Yoga for Diastasis Recti

Processed with VSCO with c1 preset
Me at 7 weeks postpartum

Diastasis Recti affects more than 3 million people, most of whom are postpartum women. It usually shows up if you are over 35, deliver a large baby, or have multiple pregnancies. And yet, despite being so common it is also one of the least talked about conditions.

After the birth of my first son, who was 9lbs and 22 inches long (a.k.a a large baby), I thought I could carve away my post baby belly with crunches, planks, and other abdominal workouts. Little did I know, I was actually making it WORSE because I didn’t know what I was dealing with. After a year of improper exercise and misinformation, I almost ended up with an umbilical hernia, developed digestion issues, and had to have lab tests and x-rays done to rule out cancer because I was in so much pain.

It wasn’t until I became pregnant again that I finally figured out what was going on. My OB explained to me what was happening and after my second son was born (via a scheduled cesarean) she sewed my muscles back together to remedy the problem.

Now I’m 9 weeks postpartum and this time I’m taking care to make sure I don’t end up with Diastasis Reci again.

What is Diastasis Recti?

variations of DR

While it’s normal to have a “pooch” for a few months after giving birth, if you still look pregnant 6+ months out you may have Diastasis Recti (DR). It’s caused when the connective tissue running between the rectus abdominis (“six-pack muscles”) in your belly weakens during the stretching of pregnancy. The muscles, having nothing to hold them together, separate leaving a gap two fingers wide or more.

Sometimes the tissue heals allowing the abdomen to return back to normal, but more often than not the condition stays the same or gets worse without treatment. Studies estimate that 40% of women still suffer from DR six months to a year after having a baby.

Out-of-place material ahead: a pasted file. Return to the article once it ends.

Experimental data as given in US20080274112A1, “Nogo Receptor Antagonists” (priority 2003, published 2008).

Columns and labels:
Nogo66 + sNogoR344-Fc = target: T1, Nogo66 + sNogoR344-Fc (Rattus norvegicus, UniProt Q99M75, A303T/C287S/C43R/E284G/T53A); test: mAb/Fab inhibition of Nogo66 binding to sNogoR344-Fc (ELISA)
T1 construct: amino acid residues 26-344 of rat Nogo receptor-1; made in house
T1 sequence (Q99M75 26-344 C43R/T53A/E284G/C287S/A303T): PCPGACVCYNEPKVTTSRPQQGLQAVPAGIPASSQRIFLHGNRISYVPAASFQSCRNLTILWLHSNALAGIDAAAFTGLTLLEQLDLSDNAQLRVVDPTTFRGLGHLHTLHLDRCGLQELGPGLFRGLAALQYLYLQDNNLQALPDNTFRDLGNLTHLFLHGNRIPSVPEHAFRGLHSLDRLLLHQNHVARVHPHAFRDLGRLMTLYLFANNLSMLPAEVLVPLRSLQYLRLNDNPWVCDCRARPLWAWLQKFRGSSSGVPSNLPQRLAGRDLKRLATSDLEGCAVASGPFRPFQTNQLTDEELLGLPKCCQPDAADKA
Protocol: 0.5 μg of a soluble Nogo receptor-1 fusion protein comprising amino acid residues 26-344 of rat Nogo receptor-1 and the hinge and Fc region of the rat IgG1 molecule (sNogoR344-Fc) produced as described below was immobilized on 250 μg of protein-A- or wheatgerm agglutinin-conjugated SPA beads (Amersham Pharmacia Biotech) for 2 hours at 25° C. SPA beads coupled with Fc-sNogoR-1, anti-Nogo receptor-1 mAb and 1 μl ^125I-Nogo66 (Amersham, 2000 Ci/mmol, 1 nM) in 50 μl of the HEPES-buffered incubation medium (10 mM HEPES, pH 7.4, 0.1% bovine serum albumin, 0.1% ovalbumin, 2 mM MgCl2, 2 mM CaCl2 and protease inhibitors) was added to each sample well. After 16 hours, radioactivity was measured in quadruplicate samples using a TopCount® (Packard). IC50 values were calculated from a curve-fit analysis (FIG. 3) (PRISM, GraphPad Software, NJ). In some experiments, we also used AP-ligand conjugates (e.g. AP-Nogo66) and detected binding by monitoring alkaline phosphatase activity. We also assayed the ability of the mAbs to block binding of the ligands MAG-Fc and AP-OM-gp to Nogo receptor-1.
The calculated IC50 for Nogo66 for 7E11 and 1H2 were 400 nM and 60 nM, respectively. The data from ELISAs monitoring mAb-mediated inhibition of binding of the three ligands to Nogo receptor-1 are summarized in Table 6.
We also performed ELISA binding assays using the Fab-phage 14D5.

Problems associated with DR include: lower back pain, constipation, and urine leaking.

My game-plan for preventing DR and toning up my abdomen

There are several ways to prevent and treat DR including abdominal binding, the MuTu System, and just good ole fashioned rest. I’d honestly love to try the MuTu System, but it’s just not in my budget right now. Also, resting in bed isn’t really an option either since I have a newborn + a VERY active two year old.

For me, I’m doing a combination of the following:

  • Abdominal binding  I’ve really enjoyed using the Belly Bandit while cleaning or chasing after my toddler. It helps give extra support while my muscles heal, plus it makes me more aware of my posture and limitations.
  • Exercise – I came across this great post on Diary of a Fit Mommy, where she shows six different gentle exercises to help strengthen and tone abdominal muscles WITHOUT placing added stress on the already weakened connective tissue. Some of my favorites include: pelvic tilts, heel slides, and toe touches. I’ve been doing these daily and I really do feel a gradual difference!
  • Yoga – I haven’t really gotten into a groove yet with my yoga practice. I just try to squeeze a flow in whenever I can. So for the most part I’ve been referencing this article on Yogi Approved for some quick poses I can practice here and there to help prevent DR and heal my core. A couple of Youtube videos on my list to try in the next couple of days are this 20 min workout and this postnatal yoga sequence.

For the remainder of March, my plan is to keep things as simple as possible. In addition to the above mentioned practices, I’m focusing on eating clean via the Whole30 and taking time to breath and meditate before going to bed.

If anyone reading this happens to have or has had DR, what were some things you did to help heal? Let me know in the comments ~ ❤

References:

https://www.babycenter.com/0_diastasis-recti_10419293.bc

https://www.webmd.com/baby/guide/abdominal-separation-diastasis-recti#1

https://www.yogiapproved.com/yoga/diastasis-recti-recovery/

Leave a Reply

Fill in your details below or click an icon to log in:

WordPress.com Logo

You are commenting using your WordPress.com account. Log Out /  Change )

Google+ photo

You are commenting using your Google+ account. Log Out /  Change )

Twitter picture

You are commenting using your Twitter account. Log Out /  Change )

Facebook photo

You are commenting using your Facebook account. Log Out /  Change )

Connecting to %s